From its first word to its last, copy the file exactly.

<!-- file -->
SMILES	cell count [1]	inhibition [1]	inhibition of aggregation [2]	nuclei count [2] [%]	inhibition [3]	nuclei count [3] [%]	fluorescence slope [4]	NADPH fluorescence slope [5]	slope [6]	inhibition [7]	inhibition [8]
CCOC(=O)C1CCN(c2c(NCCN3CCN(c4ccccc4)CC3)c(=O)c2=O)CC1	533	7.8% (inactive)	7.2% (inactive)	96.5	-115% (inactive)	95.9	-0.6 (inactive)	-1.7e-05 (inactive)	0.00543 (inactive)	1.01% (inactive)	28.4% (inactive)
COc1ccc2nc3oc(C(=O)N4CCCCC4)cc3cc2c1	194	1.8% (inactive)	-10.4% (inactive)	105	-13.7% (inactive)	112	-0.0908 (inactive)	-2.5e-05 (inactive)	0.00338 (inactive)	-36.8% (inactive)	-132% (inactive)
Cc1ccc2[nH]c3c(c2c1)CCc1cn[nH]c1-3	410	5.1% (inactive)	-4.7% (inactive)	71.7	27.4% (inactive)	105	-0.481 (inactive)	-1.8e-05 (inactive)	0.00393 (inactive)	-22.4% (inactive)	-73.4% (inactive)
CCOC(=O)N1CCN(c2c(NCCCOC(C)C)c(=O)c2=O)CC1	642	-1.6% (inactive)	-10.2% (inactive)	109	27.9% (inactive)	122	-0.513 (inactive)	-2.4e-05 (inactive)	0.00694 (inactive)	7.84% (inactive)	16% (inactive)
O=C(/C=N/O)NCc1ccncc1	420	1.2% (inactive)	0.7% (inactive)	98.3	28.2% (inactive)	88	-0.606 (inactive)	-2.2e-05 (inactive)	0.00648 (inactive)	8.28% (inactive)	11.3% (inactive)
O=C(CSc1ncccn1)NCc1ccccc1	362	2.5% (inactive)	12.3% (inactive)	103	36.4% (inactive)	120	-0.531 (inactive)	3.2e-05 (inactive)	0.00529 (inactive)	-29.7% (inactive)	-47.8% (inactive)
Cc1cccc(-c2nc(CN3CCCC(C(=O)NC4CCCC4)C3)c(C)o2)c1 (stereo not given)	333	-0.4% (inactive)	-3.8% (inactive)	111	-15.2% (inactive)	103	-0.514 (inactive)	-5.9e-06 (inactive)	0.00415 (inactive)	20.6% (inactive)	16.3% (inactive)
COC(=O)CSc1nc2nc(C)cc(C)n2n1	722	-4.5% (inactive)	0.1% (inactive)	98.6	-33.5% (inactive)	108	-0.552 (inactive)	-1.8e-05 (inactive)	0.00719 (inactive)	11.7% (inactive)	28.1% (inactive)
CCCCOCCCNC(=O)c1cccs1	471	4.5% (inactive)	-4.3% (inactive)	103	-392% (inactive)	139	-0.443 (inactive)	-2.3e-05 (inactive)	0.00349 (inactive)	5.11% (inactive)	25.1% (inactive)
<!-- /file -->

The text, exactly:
SMILES	cell count [1]	inhibition [1]	inhibition of aggregation [2]	nuclei count [2] [%]	inhibition [3]	nuclei count [3] [%]	fluorescence slope [4]	NADPH fluorescence slope [5]	slope [6]	inhibition [7]	inhibition [8]
CCOC(=O)C1CCN(c2c(NCCN3CCN(c4ccccc4)CC3)c(=O)c2=O)CC1	533	7.8% (inactive)	7.2% (inactive)	96.5	-115% (inactive)	95.9	-0.6 (inactive)	-1.7e-05 (inactive)	0.00543 (inactive)	1.01% (inactive)	28.4% (inactive)
COc1ccc2nc3oc(C(=O)N4CCCCC4)cc3cc2c1	194	1.8% (inactive)	-10.4% (inactive)	105	-13.7% (inactive)	112	-0.0908 (inactive)	-2.5e-05 (inactive)	0.00338 (inactive)	-36.8% (inactive)	-132% (inactive)
Cc1ccc2[nH]c3c(c2c1)CCc1cn[nH]c1-3	410	5.1% (inactive)	-4.7% (inactive)	71.7	27.4% (inactive)	105	-0.481 (inactive)	-1.8e-05 (inactive)	0.00393 (inactive)	-22.4% (inactive)	-73.4% (inactive)
CCOC(=O)N1CCN(c2c(NCCCOC(C)C)c(=O)c2=O)CC1	642	-1.6% (inactive)	-10.2% (inactive)	109	27.9% (inactive)	122	-0.513 (inactive)	-2.4e-05 (inactive)	0.00694 (inactive)	7.84% (inactive)	16% (inactive)
O=C(/C=N/O)NCc1ccncc1	420	1.2% (inactive)	0.7% (inactive)	98.3	28.2% (inactive)	88	-0.606 (inactive)	-2.2e-05 (inactive)	0.00648 (inactive)	8.28% (inactive)	11.3% (inactive)
O=C(CSc1ncccn1)NCc1ccccc1	362	2.5% (inactive)	12.3% (inactive)	103	36.4% (inactive)	120	-0.531 (inactive)	3.2e-05 (inactive)	0.00529 (inactive)	-29.7% (inactive)	-47.8% (inactive)
Cc1cccc(-c2nc(CN3CCCC(C(=O)NC4CCCC4)C3)c(C)o2)c1 (stereo not given)	333	-0.4% (inactive)	-3.8% (inactive)	111	-15.2% (inactive)	103	-0.514 (inactive)	-5.9e-06 (inactive)	0.00415 (inactive)	20.6% (inactive)	16.3% (inactive)
COC(=O)CSc1nc2nc(C)cc(C)n2n1	722	-4.5% (inactive)	0.1% (inactive)	98.6	-33.5% (inactive)	108	-0.552 (inactive)	-1.8e-05 (inactive)	0.00719 (inactive)	11.7% (inactive)	28.1% (inactive)
CCCCOCCCNC(=O)c1cccs1	471	4.5% (inactive)	-4.3% (inactive)	103	-392% (inactive)	139	-0.443 (inactive)	-2.3e-05 (inactive)	0.00349 (inactive)	5.11% (inactive)	25.1% (inactive)